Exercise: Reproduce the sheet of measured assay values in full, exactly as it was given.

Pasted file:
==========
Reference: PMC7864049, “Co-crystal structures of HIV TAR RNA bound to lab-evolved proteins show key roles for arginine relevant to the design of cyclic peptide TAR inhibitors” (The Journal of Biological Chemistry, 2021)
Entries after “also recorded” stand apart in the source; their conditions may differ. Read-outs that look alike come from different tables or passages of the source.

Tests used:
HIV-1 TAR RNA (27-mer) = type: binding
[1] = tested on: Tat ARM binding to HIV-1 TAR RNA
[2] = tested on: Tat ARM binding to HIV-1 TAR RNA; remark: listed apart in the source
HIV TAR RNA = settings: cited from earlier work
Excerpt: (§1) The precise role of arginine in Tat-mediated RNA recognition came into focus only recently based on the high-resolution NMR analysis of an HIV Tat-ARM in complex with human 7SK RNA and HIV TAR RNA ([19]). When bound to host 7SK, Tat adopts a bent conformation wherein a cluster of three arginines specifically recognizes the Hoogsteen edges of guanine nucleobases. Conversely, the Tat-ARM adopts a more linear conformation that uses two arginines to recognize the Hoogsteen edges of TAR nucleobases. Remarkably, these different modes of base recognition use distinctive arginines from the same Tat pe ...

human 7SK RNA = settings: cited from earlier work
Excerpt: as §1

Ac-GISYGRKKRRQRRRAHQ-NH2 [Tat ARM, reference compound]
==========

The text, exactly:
Reference: PMC7864049, “Co-crystal structures of HIV TAR RNA bound to lab-evolved proteins show key roles for arginine relevant to the design of cyclic peptide TAR inhibitors” (The Journal of Biological Chemistry, 2021)
Entries after “also recorded” stand apart in the source; their conditions may differ. Read-outs that look alike come from different tables or passages of the source.

Tests used:
HIV-1 TAR RNA (27-mer) = type: binding
[1] = tested on: Tat ARM binding to HIV-1 TAR RNA
[2] = tested on: Tat ARM binding to HIV-1 TAR RNA; remark: listed apart in the source
HIV TAR RNA = settings: cited from earlier work
Excerpt: (§1) The precise role of arginine in Tat-mediated RNA recognition came into focus only recently based on the high-resolution NMR analysis of an HIV Tat-ARM in complex with human 7SK RNA and HIV TAR RNA ([19]). When bound to host 7SK, Tat adopts a bent conformation wherein a cluster of three arginines specifically recognizes the Hoogsteen edges of guanine nucleobases. Conversely, the Tat-ARM adopts a more linear conformation that uses two arginines to recognize the Hoogsteen edges of TAR nucleobases. Remarkably, these different modes of base recognition use distinctive arginines from the same Tat pe ...

human 7SK RNA = settings: cited from earlier work
Excerpt: as §1

Ac-GISYGRKKRRQRRRAHQ-NH2 [Tat ARM, reference compound]